“I was always that young crazy horse girl who wanted to be a vet.”
— Ashley Taylor, DVM, Bachelor of Science in Animal Science/Pre-Vet Medicine ’08
Now an equine sports medicine veterinarian at Sports Medicine Associates of Chester County in Pennsylvania, Ashley’s dream has come true and she believes The University of Findlay’s unique hands-on approach played a pivotal role in getting her there.
“Attending The University of Findlay was one of the best choices I have made in my life thus far. Without the education, experiences and mentorship I received while I was a student I am not sure I would have gotten into veterinary school or been so prepared to tackle the curriculum that I faced while in veterinary school,” said Ashley.
When asked why she chose The University of Findlay over other schools she said it all started with her campus visit. During her visit to the university farm she witnessed freshmen students performing routine health care practices on university owned food animals and knew that a big piece of learning was through experience. She was also ultimately drawn to UF when she learned of the individual student attention through small class sizes and mentoring from faculty with positions in the veterinary field.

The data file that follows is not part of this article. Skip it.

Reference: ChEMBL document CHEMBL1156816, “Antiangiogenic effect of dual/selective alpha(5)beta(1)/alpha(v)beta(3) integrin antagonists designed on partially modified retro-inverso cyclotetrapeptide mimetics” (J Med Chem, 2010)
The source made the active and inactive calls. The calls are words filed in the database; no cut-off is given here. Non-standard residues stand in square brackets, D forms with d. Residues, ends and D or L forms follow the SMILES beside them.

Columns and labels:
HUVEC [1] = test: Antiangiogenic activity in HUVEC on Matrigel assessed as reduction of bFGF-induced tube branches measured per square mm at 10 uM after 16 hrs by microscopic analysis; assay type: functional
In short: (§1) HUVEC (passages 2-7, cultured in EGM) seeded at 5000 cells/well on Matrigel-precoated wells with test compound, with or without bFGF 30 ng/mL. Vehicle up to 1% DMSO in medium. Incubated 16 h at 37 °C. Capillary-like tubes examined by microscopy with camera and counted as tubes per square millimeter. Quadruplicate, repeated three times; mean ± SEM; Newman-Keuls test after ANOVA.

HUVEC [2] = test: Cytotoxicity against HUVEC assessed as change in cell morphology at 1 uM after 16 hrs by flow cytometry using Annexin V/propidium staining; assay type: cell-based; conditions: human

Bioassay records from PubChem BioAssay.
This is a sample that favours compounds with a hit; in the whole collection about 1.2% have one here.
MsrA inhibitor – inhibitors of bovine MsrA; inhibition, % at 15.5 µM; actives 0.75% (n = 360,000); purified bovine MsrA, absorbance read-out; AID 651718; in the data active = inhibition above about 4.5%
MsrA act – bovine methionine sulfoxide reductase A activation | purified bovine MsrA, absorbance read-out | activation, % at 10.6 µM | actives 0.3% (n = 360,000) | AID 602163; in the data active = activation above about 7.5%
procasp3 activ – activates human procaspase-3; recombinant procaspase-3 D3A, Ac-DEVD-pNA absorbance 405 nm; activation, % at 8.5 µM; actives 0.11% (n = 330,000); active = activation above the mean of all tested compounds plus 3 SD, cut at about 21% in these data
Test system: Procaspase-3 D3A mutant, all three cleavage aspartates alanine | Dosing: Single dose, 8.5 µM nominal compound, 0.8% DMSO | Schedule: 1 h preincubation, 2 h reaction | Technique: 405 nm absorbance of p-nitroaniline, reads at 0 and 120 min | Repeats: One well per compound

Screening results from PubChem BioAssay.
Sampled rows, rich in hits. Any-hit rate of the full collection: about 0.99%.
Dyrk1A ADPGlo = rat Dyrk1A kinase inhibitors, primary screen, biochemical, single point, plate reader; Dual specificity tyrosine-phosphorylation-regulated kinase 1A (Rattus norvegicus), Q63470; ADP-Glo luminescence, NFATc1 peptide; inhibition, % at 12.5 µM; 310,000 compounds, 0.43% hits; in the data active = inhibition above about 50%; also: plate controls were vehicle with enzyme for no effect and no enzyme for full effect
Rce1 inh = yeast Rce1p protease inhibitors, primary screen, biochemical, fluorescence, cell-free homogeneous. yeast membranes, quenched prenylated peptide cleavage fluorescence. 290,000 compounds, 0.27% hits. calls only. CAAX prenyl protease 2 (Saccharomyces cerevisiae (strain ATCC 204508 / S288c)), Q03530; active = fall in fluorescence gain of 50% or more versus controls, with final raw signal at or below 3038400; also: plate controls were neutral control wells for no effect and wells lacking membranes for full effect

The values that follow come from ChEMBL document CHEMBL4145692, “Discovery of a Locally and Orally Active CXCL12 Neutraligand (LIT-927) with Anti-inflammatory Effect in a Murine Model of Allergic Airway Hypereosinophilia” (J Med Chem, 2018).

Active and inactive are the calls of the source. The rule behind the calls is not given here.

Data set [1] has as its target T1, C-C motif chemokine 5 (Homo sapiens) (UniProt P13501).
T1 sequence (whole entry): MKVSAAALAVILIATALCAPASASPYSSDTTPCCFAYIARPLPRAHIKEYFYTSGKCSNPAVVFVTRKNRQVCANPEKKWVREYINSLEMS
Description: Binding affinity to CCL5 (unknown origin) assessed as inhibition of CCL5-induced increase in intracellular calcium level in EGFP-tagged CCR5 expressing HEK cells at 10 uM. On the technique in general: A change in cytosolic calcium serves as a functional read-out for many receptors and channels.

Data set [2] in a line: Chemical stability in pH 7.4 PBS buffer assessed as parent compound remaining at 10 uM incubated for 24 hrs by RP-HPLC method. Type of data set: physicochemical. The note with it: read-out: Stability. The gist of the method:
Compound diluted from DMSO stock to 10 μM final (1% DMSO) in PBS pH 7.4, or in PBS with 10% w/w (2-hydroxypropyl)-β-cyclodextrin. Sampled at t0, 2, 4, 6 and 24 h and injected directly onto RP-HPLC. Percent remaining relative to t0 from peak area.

One of these faculty mentors would make a big impact on her life and is now someone she models her professional integrity after. “Dr. Michael Kerns mentored me not only during my time at Findlay, but also through veterinary school and through some career decisions. I have always admired and looked up to Dr. Kerns for his intelligence, leadership skills and compassion for people and animals,” said Ashley.
Her work with C. Michael Kerns, DVM included being a teaching assistant in the animal handling classes as well as the university’s equine veterinary clinic assisting with routine care on the university-owned and boarded horses.
Her work now as an equine sports medicine veterinarian includes evaluating and using appropriate diagnostics and treatment to maintain soundness and overall health of equine athletes. Her job even includes accompanying clientele to three-day events throughout the country. “I love that I get to wake up every day and work outdoors with animals I love. I am also grateful that I get to work almost exclusively on sport horses,” said Ashley. One of her most memorable moments thus far in her career is watching a horse that she treated for laminitis (severe inflammation in the hooves that can cause crippling consequences and even death) compete in a three day event this past fall.